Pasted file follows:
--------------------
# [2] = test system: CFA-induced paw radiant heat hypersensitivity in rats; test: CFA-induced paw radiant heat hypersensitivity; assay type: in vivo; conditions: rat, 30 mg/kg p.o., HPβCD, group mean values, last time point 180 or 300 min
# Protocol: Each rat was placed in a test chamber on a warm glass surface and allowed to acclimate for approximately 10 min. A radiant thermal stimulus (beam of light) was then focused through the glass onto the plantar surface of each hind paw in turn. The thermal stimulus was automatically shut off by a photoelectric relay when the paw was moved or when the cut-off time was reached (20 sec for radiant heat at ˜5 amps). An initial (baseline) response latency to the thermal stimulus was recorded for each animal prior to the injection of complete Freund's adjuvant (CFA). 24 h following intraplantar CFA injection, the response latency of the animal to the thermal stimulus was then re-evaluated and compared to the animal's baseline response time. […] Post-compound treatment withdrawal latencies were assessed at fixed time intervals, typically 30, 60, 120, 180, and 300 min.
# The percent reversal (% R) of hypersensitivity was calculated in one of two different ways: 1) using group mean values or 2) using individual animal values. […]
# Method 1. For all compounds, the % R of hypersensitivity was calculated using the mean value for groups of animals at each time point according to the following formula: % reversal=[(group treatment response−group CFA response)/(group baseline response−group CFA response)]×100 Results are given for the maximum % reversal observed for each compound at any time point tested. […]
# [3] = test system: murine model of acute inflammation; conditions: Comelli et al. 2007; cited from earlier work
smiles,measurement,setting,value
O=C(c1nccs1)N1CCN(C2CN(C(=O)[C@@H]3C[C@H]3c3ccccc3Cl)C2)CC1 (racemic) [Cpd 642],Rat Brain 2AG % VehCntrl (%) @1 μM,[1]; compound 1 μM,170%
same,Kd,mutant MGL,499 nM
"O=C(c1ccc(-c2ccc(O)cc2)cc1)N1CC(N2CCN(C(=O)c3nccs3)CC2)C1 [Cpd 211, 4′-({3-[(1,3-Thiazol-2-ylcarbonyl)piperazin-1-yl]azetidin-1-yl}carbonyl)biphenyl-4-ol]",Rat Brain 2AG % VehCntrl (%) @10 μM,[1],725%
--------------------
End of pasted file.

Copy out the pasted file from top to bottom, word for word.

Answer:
# [2] = test system: CFA-induced paw radiant heat hypersensitivity in rats; test: CFA-induced paw radiant heat hypersensitivity; assay type: in vivo; conditions: rat, 30 mg/kg p.o., HPβCD, group mean values, last time point 180 or 300 min
# Protocol: Each rat was placed in a test chamber on a warm glass surface and allowed to acclimate for approximately 10 min. A radiant thermal stimulus (beam of light) was then focused through the glass onto the plantar surface of each hind paw in turn. The thermal stimulus was automatically shut off by a photoelectric relay when the paw was moved or when the cut-off time was reached (20 sec for radiant heat at ˜5 amps). An initial (baseline) response latency to the thermal stimulus was recorded for each animal prior to the injection of complete Freund's adjuvant (CFA). 24 h following intraplantar CFA injection, the response latency of the animal to the thermal stimulus was then re-evaluated and compared to the animal's baseline response time. […] Post-compound treatment withdrawal latencies were assessed at fixed time intervals, typically 30, 60, 120, 180, and 300 min.
# The percent reversal (% R) of hypersensitivity was calculated in one of two different ways: 1) using group mean values or 2) using individual animal values. […]
# Method 1. For all compounds, the % R of hypersensitivity was calculated using the mean value for groups of animals at each time point according to the following formula: % reversal=[(group treatment response−group CFA response)/(group baseline response−group CFA response)]×100 Results are given for the maximum % reversal observed for each compound at any time point tested. […]
# [3] = test system: murine model of acute inflammation; conditions: Comelli et al. 2007; cited from earlier work
smiles,measurement,setting,value
O=C(c1nccs1)N1CCN(C2CN(C(=O)[C@@H]3C[C@H]3c3ccccc3Cl)C2)CC1 (racemic) [Cpd 642],Rat Brain 2AG % VehCntrl (%) @1 μM,[1]; compound 1 μM,170%
same,Kd,mutant MGL,499 nM
"O=C(c1ccc(-c2ccc(O)cc2)cc1)N1CC(N2CCN(C(=O)c3nccs3)CC2)C1 [Cpd 211, 4′-({3-[(1,3-Thiazol-2-ylcarbonyl)piperazin-1-yl]azetidin-1-yl}carbonyl)biphenyl-4-ol]",Rat Brain 2AG % VehCntrl (%) @10 μM,[1],725%